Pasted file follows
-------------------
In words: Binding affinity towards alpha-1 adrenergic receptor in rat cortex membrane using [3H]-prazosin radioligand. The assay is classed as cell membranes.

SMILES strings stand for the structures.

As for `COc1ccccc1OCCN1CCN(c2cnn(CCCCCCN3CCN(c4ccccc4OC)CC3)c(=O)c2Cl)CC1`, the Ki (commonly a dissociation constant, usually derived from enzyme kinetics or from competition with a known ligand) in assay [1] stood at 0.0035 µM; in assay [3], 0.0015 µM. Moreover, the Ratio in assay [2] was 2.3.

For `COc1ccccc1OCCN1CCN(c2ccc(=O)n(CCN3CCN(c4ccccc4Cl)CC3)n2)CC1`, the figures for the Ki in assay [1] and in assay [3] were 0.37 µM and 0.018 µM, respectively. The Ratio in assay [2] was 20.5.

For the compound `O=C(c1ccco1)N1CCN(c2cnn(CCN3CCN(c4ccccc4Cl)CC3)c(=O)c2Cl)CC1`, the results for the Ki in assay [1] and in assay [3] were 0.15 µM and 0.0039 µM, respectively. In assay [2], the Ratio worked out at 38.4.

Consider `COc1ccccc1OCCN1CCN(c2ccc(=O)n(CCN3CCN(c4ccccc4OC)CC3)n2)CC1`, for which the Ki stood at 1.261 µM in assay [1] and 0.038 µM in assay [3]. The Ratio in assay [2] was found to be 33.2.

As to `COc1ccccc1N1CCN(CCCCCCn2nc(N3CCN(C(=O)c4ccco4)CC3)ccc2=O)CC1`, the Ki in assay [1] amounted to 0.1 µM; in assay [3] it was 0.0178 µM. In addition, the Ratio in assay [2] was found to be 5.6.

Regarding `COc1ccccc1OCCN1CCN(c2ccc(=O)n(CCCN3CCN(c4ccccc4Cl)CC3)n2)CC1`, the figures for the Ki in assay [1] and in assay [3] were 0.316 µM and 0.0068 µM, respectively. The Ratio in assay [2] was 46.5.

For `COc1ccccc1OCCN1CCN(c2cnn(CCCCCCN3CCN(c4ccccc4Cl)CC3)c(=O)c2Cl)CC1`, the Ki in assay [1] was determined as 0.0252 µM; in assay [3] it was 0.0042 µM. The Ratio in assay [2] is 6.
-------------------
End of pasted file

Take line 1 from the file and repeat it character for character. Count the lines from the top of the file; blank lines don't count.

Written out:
In words: Binding affinity towards alpha-1 adrenergic receptor in rat cortex membrane using [3H]-prazosin radioligand. The assay is classed as cell membranes.